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Medium: Digital Print
Format: Signed Print
Size: H 40cm x W 45cm
Edition size: 10
The value of Julian Opie's Luc And Ludivine Get Married. (pair 16) (signed) is estimated to be worth between £3,000 to £5,000. This digital print artwork has had a total of 2 sales at auction to date. The hammer price has ranged from £1,488 in January 2021 to £2,409 in June 2022. The average return to the seller has been £1,656. The first sale at auction was in January 2021. The edition size of this artwork is strictly limited to just 10.
|Auction Date||Auction House||Artwork|
Return to Seller
|June 2022||Sotheby's Paris - France||Luc And Ludivine Get Married. (pair 16) - Signed Print|
|January 2021||Phillips London - United Kingdom||Luc And Ludivine Get Married. (pair 16) - Signed Print|
Featuring two individual portraits of a man and a woman, Luc And Ludivine Get Married (pair 16) is a work from Julian Opie’s 2007 Luc And Ludivine Get Married series. Reminiscent of Victorian silhouette portraiture, this work shows the figures exclusively in black and white and presented in two elliptical frames.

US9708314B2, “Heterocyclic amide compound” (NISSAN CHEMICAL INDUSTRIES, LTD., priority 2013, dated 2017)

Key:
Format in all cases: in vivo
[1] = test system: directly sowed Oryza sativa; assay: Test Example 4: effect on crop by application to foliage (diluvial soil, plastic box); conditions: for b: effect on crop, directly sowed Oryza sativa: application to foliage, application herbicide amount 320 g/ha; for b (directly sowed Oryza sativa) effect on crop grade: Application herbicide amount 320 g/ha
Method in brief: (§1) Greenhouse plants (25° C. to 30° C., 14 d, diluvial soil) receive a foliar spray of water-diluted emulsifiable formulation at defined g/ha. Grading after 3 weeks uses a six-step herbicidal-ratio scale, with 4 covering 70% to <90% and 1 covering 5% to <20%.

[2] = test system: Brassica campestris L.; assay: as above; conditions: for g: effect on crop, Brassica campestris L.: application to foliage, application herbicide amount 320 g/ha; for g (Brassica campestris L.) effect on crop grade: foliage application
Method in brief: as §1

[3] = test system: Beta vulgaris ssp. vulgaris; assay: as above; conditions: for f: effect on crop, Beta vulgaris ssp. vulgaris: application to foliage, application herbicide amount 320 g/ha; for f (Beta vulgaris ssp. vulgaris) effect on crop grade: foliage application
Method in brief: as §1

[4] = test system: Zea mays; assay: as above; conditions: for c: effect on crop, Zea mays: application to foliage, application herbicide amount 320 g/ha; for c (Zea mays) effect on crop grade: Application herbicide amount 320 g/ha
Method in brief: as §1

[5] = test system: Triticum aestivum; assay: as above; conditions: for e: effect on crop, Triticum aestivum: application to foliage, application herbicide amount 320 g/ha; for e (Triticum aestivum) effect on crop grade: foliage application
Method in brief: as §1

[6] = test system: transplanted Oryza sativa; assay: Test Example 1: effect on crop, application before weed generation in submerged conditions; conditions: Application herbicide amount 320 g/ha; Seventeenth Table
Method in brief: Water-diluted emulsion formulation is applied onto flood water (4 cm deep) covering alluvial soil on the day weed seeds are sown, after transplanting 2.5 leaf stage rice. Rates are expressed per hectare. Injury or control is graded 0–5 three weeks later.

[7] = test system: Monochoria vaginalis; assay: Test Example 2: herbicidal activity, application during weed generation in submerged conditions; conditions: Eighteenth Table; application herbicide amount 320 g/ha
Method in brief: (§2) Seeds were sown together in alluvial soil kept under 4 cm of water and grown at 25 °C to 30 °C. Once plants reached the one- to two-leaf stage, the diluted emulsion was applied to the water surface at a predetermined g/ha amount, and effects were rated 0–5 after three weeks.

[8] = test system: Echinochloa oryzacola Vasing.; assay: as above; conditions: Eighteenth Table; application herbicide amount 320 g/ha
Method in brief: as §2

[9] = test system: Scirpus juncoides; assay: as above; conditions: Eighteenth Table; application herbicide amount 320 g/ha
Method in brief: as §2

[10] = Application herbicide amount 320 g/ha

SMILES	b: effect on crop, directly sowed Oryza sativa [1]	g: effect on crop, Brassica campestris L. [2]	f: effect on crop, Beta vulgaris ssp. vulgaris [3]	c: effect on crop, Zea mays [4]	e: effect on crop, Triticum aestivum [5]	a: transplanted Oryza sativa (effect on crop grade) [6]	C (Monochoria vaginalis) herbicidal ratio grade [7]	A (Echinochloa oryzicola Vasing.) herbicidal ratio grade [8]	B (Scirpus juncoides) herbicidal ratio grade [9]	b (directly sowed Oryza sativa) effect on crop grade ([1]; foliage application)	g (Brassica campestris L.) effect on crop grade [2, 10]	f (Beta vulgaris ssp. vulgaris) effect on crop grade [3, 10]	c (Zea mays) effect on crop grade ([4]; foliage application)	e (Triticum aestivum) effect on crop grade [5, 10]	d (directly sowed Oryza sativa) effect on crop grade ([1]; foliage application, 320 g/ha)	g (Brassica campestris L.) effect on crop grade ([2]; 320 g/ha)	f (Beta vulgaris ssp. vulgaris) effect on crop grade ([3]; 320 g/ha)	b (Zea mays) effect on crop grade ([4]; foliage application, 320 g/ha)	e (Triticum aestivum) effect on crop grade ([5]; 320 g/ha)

Luc And Ludivine Get Married (pair 16) has the most obscure composition of the entire series, showing the figures facing away from the viewer to show only the back of their heads. In creating these portraits through ‘objective’ computer technologies and the visual language of graphic design, Opie forms a kind of ‘non’ style that disguises the artist’s hand. Much like the way in which the identity of the sitters is hidden by their facing away, Opie contains subjectivity within a depersonalised syntax of signs.
Opie toes the line between the visual language of graphic design and fine art with his use of bold lines, simplified shapes and flattened picture plane. The Luc And Ludivine Get Married series is unique in the artist’s oeuvre in the way that each portrait is presented in an oval frame with blown domed glazing. At the same time, the repetition of the same subject across an entire series, with small variants in each work, is very typical of Opie’s work since the mid-1990s.